We’re entering into the 2020 campaign, and although we still have a long way to go, it looks like things will be getting angrier and angrier on social media. Facebook is Facebook. But what do you think about Twitter’s influence on the culture at large?
Twitter’s fucking shit up. Not like Twitter, but the people on Twitter. Twitter’s a great vehicle for social connectivity, if we allow it to connect us socially. What we’ve allowed Twitter to do is become a window that we use to snipe at each other from, while we hide socially. Twitter should be the beginning of the conversation, not the beginning and the end.
What gets called “Cancel Culture” is being hotly debated right now. Is it good? Bad? Toxic? Helpful? Would you say this zeal to cancel people keeps us divided? Or is it an important tool for marginalized people to hold the powerful accountable?
You canceling a millionaire is not marginalized people having power. Marginalized people having power is about really achieving social, economic and political power. Making someone else marginalized, made poor or to feel bad isn’t the same thing as you being powerful. That’s just a feeling.
We’re becoming the people that you see under lynchings. When you look at the picture of a lynching, you look at two disfigured black bodies that are brutally torn and ripped, hanging from a tree like strange fruit. What people often miss is the crowd under them. The crowd of regular-looking white folk. They look like your next-door neighbors, the kids your kids go to school with. Then you look at them smiling like they’re at a picnic. And they’re pointing. They’re looking at those bodies as though they’re a piñata that candy’s gonna come out of.
We’re becoming that crowd — one that loves to see people punished. We’re becoming the crowd that cheers people on when they’re tied to the whipping post. We’re becoming excited in a pornographic way by virtual violence. So figure out some compassion and forgiveness. Or at least a zeal to understand before you’re so quick to call for a whipping.
A lot of black people don’t get thought of as gun owners in American imaginations. But my father, a black man, always moves around the world with a gun. He’s even a member of the NRA. You’re also very much an unapologetic supporter of gun rights. Do you, or would you ever, support any measure of gun control?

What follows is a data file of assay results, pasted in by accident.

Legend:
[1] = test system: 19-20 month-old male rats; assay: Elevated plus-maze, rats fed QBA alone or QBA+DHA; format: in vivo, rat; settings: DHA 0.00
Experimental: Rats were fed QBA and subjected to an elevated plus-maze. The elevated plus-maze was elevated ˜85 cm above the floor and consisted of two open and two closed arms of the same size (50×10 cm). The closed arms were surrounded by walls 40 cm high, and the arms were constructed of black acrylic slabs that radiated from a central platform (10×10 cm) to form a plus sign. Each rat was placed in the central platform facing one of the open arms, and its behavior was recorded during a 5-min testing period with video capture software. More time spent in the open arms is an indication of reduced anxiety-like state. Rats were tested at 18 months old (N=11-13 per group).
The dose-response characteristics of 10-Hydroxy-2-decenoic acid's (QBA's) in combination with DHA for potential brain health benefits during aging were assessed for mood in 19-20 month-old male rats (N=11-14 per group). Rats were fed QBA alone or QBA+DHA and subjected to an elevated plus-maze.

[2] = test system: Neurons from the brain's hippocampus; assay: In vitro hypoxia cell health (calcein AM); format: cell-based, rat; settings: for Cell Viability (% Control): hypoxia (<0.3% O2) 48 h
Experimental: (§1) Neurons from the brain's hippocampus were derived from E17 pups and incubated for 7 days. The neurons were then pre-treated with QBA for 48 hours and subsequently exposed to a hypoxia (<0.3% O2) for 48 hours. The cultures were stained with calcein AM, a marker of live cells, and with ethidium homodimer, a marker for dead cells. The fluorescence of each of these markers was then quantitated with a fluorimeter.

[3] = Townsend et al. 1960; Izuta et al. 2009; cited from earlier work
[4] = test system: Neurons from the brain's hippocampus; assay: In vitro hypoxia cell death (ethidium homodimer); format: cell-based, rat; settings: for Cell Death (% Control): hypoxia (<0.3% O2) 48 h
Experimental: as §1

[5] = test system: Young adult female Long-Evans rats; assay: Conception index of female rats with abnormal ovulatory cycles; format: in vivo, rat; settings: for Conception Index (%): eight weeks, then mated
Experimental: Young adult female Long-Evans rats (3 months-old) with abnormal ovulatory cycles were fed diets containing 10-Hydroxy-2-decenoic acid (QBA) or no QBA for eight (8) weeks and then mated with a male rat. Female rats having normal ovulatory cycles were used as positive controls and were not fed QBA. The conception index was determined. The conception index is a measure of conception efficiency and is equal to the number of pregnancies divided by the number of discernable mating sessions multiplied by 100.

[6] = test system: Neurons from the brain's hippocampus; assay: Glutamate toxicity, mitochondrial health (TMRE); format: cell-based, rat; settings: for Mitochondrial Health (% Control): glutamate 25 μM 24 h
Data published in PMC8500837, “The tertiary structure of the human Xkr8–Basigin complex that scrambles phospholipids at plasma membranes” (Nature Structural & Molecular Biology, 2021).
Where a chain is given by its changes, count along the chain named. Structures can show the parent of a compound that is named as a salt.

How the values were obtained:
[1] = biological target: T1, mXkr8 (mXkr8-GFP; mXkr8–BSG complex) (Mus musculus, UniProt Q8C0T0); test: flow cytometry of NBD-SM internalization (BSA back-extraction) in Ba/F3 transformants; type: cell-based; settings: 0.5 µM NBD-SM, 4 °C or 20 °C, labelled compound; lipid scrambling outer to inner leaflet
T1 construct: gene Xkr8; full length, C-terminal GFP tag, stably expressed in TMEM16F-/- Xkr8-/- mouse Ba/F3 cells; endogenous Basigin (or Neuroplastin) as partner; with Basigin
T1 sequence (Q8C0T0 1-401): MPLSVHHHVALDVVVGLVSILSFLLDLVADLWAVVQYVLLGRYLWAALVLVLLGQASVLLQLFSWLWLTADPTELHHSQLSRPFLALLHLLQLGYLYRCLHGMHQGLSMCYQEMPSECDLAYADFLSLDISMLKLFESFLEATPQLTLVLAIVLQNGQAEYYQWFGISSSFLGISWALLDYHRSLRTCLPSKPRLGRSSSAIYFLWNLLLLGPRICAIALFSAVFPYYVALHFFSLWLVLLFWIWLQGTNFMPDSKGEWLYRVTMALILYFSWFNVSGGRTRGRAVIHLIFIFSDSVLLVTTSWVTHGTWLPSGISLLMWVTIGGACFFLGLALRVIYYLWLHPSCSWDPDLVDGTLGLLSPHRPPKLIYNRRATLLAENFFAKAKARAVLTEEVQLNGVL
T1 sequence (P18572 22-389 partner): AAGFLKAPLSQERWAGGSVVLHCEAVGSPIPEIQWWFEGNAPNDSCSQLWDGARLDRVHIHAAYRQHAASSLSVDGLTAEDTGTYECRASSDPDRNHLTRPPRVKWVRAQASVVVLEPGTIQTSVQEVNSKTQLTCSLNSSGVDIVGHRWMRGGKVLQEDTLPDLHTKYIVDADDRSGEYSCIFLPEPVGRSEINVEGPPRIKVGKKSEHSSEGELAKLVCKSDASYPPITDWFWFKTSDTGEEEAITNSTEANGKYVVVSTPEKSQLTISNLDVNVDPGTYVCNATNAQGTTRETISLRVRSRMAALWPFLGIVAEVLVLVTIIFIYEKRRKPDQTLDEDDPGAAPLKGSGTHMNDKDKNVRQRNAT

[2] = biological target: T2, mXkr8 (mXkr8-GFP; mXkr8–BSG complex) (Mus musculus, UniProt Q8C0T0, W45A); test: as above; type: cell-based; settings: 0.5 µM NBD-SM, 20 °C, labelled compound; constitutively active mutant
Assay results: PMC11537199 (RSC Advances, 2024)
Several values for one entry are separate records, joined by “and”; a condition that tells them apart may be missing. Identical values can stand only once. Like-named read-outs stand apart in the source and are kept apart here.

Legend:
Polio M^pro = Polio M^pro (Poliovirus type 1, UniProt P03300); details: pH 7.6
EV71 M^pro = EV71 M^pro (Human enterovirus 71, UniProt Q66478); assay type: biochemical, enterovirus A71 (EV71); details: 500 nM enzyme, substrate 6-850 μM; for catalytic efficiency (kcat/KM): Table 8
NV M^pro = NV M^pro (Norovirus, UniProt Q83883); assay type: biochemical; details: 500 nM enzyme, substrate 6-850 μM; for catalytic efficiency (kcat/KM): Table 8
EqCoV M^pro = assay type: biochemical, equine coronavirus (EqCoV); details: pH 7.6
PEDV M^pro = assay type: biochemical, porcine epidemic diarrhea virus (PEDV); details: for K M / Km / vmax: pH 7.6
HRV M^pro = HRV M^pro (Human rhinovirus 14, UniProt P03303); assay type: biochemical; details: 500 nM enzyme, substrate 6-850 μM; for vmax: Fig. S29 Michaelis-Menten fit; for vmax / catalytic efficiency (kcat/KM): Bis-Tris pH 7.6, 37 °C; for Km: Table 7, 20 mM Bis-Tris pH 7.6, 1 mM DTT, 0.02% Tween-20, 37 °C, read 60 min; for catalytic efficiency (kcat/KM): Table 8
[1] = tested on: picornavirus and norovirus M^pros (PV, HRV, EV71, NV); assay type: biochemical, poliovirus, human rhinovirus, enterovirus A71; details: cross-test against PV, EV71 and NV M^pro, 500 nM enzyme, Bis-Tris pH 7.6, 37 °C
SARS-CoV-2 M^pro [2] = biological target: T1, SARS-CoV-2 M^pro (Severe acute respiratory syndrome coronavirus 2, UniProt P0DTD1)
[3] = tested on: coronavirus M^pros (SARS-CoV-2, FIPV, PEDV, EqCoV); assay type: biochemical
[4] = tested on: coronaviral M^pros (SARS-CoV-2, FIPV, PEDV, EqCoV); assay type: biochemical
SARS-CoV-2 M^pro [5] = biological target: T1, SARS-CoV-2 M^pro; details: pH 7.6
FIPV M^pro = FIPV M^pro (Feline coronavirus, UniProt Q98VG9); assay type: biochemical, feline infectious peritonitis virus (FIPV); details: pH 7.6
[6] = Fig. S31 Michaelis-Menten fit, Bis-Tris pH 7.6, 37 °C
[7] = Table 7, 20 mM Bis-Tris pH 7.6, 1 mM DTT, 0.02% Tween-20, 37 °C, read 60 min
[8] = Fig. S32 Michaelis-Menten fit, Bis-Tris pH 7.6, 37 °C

All gun control — whether it be in my grandfather’s lifetime; in Dr. King’s lifetime, when he tried to get a concealed weapon license; or my lifetime, because there’s a high probability that I will be pulled over by the cops — is inherently racist. It’s going to affect you and your neighborhoods first. So I do not support any new gun law. I do not support any national gun registration. Because that’s about as un-American as having to register your name with the feds just because “we want them.”
Last year, you got into hot water after you did an NRA TV interview. They held the interview for a week, and then ran it as if it were a counter-message to the March for Our Lives protest. For that, you received a ton of criticism. What lesson did you learn from the experience?
I apologized to the kids. And I apologized… Well, you know what? This the lesson I’ve learned: We’re not ready. If African Americans are so sensitive that they care not that you tell the truth, but where you tell the truth, my grandfather was right: We’re not ready. Doesn’t mean we’re not gonna get ready. But we’re not ready.
And I have to understand that most African Americans aren’t gonna understand someone who grows his own food. They’re not gonna understand someone who will kill and eat that wild game. They’re not gonna understand people who find pleasure in hunting and fishing. These people think they’re safe in cities. They’ll tell you that the president’s Hitler, and then ask you to turn your guns into a national registry tomorrow, because they don’t know that that’s really what happened in Germany before the Holocaust. They don’t understand that. And it’s not my job to teach them that. It’s on them to pay attention in history class.